By  on June 30, 1994

WASHINGTON -- The GATT Uruguay Round advanced a step closer to Congressional passage Wednesday with the addition of tougher protections for the domestic textile industry against transshipping and additional foreign market opening provisions for U.S. exports.

The House Trade Subcommittee unanimously agreed to forward its draft of implementing legislation for GATT to the full Ways and Means Committee, which could begin work on its version in July after Congress returns from its Fourth of July holiday. Acting committee Chairman Sam Gibbons (D., Fla.), said GATT would be considered as soon as the panel completes work on health care reform.

In another trade development Wednesday, a resolution to deny China its most-favored-nation status was sent to the full House with an unfavorable recommendation by the House Ways and Means Committee in a 31-6 vote. Also, Acting Committee Chairman Sam Gibbons (D., Fla.), said the panel would not consider a bill introduced by Rep. Nancy Pelosi (D., Calif.), House Majority Leader Richard Gephardt (D., Mo.), and Senate Majority Leader George Mitchell (D., Maine), that would deny the low tariffs granted under MFN to exports from Chinese government-owned factories.

By denying the plan to restrict China's trade benefits a hearing before the committee and consequently a floor vote, Gibbons is practically assuring that President Clinton's decision to extend China's trade benefits another year and to separate consideration of China's trade status from its human rights policies will not be overturned by Congress. While a House vote on a plan to deny China MFN is likely, an identical measure was rejected by the House last July in a 105 to 318 vote.

In the GATT deliberations, provisions sponsored by Rep. L.F. Payne (D., Va.) and accepted by the subcommittee would provide several benefits for the domestic textile and apparel industries.

The Commerce Department would be required to publish in the Federal Register the integration schedules for textile and apparel products. Once published, the schedules could only be changed by law. The Committee for the Implementation of Textile Agreements would be required to insure that integration of the most sensitive products would not occur until the end of the 10-year period phasing in the new liberalized world trade order under GATT.Chief Textile Negotiator Jennifer Hillman told subcommittee members the administration supported the provision because it would put certainty into the process of cutting trade barriers and allow manufacturers to make long-range plans.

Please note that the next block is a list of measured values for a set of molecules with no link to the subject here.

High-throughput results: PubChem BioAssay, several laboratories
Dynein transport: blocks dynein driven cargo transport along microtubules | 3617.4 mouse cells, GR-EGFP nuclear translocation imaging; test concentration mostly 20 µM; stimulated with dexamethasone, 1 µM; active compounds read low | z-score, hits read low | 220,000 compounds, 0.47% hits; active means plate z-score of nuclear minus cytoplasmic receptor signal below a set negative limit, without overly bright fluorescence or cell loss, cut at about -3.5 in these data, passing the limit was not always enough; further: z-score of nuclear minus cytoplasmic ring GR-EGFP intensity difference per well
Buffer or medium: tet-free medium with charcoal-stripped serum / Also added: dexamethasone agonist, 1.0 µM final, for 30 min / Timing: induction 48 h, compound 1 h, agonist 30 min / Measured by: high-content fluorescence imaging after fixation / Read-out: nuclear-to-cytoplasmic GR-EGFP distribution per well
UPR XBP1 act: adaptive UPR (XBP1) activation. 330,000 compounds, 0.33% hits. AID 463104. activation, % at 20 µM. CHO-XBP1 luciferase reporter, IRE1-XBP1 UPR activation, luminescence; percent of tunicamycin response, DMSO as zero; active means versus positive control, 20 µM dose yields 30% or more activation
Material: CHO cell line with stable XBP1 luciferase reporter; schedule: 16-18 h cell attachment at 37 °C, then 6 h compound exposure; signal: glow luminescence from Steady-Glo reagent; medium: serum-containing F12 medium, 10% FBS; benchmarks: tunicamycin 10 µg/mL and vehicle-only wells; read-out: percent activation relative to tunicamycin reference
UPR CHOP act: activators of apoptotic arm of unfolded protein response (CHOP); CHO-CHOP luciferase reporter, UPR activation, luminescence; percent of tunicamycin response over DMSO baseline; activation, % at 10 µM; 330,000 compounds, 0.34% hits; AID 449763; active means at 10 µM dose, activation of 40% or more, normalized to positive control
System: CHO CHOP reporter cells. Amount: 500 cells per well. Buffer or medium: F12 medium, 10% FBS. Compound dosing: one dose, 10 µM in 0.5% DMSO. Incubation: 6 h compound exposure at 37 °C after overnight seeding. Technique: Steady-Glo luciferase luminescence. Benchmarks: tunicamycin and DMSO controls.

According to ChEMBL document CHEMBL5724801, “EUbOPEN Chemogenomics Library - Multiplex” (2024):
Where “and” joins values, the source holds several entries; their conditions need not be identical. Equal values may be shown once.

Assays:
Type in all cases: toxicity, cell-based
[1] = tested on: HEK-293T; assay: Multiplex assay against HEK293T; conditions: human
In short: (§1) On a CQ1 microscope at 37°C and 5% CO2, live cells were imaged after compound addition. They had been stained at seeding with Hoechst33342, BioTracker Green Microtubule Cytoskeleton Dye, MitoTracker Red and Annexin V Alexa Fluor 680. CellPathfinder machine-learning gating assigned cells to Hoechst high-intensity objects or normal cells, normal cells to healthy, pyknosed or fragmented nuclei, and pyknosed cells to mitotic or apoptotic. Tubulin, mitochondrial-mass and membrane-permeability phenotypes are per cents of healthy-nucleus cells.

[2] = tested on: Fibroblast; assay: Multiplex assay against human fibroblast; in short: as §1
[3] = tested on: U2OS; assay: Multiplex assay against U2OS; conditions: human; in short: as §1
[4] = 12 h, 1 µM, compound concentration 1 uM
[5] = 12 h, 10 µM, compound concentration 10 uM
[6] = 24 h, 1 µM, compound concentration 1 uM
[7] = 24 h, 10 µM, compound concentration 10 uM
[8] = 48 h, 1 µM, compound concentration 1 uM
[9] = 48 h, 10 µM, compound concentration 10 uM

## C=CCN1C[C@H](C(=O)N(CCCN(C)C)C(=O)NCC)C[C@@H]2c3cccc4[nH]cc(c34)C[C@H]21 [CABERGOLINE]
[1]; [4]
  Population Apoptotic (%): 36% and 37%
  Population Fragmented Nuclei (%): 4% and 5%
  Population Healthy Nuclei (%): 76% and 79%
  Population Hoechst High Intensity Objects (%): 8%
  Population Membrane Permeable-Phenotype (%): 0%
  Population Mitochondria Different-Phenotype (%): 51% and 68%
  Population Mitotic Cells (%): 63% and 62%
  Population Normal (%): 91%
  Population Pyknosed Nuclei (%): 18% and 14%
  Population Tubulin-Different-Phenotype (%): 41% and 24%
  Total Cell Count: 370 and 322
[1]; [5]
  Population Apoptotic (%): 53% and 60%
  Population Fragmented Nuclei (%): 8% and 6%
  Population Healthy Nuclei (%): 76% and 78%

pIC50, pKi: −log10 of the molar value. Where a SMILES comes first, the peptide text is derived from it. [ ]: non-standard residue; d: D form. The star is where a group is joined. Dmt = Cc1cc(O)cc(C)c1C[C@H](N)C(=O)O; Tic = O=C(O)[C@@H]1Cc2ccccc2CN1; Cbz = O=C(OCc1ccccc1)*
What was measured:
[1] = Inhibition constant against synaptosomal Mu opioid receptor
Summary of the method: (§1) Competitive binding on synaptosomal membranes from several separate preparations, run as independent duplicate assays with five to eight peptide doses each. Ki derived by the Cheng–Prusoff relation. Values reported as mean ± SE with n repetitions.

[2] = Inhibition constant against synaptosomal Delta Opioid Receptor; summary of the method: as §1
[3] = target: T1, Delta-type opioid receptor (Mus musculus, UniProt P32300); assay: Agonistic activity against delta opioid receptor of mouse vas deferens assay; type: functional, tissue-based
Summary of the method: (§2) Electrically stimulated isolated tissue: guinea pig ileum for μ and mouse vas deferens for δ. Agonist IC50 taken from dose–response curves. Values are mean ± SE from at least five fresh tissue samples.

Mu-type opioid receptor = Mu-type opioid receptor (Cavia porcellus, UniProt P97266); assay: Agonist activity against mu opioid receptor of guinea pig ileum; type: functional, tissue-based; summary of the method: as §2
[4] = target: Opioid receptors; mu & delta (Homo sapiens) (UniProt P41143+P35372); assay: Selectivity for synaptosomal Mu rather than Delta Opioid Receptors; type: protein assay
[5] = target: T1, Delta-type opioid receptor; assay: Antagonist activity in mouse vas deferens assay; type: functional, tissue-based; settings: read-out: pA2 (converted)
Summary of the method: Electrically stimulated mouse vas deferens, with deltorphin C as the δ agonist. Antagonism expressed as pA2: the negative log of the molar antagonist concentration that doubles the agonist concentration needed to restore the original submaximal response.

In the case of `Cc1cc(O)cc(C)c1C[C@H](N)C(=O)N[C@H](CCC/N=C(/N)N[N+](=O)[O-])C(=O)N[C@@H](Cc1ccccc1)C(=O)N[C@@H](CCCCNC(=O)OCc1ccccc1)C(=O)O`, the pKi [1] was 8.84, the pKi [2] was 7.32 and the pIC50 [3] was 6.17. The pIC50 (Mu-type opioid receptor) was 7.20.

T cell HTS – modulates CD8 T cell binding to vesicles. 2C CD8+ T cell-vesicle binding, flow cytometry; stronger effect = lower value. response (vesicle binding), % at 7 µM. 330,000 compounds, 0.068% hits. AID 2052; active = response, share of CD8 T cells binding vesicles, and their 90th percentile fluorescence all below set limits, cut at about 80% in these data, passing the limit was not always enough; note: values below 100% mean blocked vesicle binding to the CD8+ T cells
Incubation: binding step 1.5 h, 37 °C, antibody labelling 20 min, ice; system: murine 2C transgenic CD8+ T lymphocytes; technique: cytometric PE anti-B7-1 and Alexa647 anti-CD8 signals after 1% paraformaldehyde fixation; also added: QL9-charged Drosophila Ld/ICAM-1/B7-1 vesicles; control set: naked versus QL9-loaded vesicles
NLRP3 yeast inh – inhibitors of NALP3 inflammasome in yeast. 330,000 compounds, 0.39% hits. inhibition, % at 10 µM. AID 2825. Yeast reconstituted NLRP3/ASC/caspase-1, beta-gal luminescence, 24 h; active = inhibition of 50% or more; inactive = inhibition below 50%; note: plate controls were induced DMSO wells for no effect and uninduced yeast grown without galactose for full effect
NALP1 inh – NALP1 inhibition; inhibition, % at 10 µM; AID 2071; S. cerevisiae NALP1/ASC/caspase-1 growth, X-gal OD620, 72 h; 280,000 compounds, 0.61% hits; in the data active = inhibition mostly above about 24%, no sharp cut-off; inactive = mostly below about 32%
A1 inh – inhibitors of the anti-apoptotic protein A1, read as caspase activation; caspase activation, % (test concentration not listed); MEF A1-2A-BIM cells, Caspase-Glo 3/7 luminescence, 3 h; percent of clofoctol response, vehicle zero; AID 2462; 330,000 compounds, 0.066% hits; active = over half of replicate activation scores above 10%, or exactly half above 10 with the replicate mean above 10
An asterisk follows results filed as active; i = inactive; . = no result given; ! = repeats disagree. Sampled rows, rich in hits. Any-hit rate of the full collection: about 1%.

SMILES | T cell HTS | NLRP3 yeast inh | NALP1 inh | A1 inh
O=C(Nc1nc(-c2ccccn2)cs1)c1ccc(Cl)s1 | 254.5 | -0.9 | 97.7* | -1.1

Another Payne provision says that countries found to be transshipping textiles and apparel to the U.S. during the 10-year period could have their quotas adjusted to account for the circumvented goods. Also, countries through which goods are transshipped could have their quotas reduced.

As for market access, the draft legislation provides that countries that want to join the newly created World Trade Organization, such as India or Pakistan, would have to open their markets to U.S. textiles and apparel exports or face five possible sanctions.

Those sanctions would involve denied entry for goods that exceed yearly quota levels; reduced quota growth rates; denial of the tariff-free treatment under the Generalized System of Preferences; an investigation of unfair trade practices; or tariffs on textiles and apparel that are high priority for those countries would not be reduced until the end of the 10-year phase-in.

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